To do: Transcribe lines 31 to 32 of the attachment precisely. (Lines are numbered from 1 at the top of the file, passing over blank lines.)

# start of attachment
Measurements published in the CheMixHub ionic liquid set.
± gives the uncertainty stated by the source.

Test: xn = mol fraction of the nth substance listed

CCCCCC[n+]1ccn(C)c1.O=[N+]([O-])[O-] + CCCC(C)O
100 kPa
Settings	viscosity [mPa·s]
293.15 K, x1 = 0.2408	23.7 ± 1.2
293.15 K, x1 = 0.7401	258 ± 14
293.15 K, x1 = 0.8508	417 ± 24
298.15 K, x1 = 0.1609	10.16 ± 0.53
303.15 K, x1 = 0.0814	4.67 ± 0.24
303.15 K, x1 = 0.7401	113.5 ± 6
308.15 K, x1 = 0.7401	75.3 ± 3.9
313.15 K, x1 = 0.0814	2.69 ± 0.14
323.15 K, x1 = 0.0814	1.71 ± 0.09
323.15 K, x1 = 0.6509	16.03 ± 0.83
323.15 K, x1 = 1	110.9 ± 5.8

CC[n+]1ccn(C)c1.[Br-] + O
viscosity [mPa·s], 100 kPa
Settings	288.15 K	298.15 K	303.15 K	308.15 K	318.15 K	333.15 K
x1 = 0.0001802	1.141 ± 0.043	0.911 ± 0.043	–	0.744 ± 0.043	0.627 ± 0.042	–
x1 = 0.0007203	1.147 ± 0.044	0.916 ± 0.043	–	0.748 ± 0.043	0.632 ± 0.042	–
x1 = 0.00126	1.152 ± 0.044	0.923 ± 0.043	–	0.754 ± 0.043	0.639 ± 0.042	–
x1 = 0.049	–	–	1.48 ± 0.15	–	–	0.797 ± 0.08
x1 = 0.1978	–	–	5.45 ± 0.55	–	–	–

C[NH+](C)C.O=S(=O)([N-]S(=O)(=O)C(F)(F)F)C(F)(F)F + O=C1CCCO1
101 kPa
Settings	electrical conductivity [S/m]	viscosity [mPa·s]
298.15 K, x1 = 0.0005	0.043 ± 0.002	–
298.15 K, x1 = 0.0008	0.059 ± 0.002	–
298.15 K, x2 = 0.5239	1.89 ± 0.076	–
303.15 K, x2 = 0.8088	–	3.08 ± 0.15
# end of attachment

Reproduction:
298.15 K, x2 = 0.5239	1.89 ± 0.076	–
303.15 K, x2 = 0.8088	–	3.08 ± 0.15